Individuals or businesses interested in donating to the Family Support Group of the 928th Area Support Medical Company of the Colorado National Guard can call Norine at (970) 252-7769 or Sharon at (970) 249-9228. Checks can be made payable to the 928th Family Readiness Group (FRG). Donations by check or phone cards can also be mailed to: National Guard Family Program Office, 928th FRG, 482 28 Road, Grand Junction, CO 81501.

DMEA’s Montrose office is also serving as a drop-off location for Christmas toys for kids of those serving in uniform. Santa, along with the Colorado Army National Guard’s Family Readiness Programs Office, is gathering toys for military families through Dec. 12.

 

Wyoming FFA’ers learn about careers in electricity

More than 200 Wyoming FFA youths from 50-plus chapters gathered in Douglas last weekend to enhance their leadership skills, brainstorm community service opportunities and learnabout career opportunities in the field of rural electricity as part of the organization’s fall conference. Tri-State and the Wyoming FFA Foundation were sponsors of the event.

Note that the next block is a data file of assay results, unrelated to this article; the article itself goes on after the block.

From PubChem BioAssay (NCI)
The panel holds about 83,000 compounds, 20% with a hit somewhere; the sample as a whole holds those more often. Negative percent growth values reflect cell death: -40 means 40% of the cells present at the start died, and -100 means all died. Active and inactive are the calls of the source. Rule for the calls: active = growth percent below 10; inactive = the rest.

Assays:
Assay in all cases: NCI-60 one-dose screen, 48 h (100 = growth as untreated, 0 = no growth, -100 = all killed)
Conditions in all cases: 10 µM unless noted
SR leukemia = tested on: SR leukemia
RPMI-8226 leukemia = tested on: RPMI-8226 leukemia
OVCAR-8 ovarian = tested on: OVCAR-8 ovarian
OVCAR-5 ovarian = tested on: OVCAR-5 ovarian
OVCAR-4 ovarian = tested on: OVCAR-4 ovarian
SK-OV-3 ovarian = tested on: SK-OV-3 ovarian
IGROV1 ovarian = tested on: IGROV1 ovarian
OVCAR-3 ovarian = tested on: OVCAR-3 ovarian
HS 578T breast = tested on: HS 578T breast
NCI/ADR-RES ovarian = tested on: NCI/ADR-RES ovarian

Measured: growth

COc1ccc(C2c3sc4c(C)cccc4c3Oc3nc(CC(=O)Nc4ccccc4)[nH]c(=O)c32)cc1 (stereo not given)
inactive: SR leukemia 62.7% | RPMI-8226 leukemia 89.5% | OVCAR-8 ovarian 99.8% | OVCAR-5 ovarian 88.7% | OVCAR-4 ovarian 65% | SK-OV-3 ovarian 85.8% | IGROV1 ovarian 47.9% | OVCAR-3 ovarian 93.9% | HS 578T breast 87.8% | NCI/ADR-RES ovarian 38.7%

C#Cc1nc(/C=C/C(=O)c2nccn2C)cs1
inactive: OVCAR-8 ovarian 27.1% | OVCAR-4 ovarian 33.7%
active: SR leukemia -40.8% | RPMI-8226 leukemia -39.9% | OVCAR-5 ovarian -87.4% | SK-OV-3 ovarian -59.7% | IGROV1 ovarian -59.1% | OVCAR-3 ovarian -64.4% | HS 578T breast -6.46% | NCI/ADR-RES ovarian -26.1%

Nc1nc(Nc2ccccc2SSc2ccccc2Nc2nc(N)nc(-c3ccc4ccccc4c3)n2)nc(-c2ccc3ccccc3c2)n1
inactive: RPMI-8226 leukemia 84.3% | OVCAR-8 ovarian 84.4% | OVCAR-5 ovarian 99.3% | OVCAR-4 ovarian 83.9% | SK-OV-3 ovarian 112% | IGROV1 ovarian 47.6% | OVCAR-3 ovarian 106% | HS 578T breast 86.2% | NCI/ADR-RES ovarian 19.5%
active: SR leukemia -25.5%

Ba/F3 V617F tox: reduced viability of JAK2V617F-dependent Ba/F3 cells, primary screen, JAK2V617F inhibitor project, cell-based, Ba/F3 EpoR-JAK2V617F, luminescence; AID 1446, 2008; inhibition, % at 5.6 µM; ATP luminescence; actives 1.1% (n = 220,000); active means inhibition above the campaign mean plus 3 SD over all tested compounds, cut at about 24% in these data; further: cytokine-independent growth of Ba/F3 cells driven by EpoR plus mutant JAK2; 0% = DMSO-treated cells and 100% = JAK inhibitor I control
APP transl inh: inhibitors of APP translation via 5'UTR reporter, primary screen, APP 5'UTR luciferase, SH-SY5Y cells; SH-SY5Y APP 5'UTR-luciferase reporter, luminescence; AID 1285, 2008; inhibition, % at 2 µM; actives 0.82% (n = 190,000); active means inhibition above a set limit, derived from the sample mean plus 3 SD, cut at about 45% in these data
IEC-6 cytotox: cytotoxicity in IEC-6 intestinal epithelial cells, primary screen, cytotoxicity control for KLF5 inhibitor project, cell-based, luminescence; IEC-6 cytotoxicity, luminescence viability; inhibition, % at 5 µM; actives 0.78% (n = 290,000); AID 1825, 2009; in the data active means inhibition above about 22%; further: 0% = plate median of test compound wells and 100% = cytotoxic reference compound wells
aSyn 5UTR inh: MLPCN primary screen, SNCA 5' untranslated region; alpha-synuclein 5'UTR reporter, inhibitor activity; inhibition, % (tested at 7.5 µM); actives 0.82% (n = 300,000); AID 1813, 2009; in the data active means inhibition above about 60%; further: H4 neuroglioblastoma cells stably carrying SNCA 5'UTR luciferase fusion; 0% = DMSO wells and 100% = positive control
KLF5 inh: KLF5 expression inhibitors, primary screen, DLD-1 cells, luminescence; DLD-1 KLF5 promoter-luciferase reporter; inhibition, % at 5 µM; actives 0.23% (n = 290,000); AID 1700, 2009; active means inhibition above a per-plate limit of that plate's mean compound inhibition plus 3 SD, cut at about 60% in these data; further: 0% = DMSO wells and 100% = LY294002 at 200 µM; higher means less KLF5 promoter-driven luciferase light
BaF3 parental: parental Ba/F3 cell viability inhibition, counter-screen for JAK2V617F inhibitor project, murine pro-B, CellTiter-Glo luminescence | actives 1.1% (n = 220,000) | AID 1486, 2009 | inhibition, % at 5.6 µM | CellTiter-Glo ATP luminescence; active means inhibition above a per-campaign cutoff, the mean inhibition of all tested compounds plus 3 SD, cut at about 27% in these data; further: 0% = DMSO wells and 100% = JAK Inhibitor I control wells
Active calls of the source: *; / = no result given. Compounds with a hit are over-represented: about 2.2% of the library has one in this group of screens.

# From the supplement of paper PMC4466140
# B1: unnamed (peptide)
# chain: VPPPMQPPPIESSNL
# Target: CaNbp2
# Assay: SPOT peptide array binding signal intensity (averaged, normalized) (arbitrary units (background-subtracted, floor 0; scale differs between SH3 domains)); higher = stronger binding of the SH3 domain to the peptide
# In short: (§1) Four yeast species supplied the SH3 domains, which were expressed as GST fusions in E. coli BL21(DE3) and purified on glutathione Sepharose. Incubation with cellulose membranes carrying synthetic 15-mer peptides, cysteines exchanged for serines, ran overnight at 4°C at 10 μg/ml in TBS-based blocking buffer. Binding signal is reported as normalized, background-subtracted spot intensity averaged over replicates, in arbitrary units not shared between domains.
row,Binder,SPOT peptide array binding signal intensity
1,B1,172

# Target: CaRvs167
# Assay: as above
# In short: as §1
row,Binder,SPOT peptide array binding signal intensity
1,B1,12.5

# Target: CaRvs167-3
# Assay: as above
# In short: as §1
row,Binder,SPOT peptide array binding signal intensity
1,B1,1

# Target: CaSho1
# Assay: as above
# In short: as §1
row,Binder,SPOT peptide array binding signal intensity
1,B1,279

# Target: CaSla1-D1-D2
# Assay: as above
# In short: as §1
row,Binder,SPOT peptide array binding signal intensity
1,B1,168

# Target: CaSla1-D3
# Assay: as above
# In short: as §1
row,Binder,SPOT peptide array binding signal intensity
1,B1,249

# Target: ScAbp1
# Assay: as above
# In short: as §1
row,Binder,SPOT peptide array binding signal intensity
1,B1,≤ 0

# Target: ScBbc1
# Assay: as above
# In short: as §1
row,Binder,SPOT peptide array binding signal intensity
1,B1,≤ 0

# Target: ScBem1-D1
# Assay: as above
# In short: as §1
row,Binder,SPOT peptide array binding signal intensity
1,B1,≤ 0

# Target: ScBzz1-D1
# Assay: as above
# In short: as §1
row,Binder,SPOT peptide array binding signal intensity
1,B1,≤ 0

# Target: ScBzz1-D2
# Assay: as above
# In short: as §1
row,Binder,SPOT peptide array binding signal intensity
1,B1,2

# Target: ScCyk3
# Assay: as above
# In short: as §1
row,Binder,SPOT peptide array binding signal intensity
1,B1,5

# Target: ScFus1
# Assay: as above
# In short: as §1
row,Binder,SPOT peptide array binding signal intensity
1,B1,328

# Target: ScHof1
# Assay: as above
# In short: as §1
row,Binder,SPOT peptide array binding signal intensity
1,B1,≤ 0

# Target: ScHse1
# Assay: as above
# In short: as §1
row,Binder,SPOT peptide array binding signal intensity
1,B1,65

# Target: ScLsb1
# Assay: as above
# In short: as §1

The conference took place at the Wyoming State Fairgrounds, where attendees learned how they can improve their personal, mental, emotional and physical growth through the use of the national FFA’s “212 degrees” conference program. Working in small groups, they learned how to build a positive self-image, discussed the effects of social media on relationships and created an inventory of healthy physical habits.

As a sponsor of the event, Tri-State not only made a financial donation to lower admission costs for students to attend, but also provided information to the FFA participants regarding the vast number of career options available in the rural electricity industry. As part of a presentation, strategic communications specialist Jonathan Thornton gave an explanation of electric cooperatives, handed out prizes during a “Price of Electricity is Right” game and explained the many benefits of working for rural electric cooperatives.

Tri-State to assess options for SoCo transmission infrastructure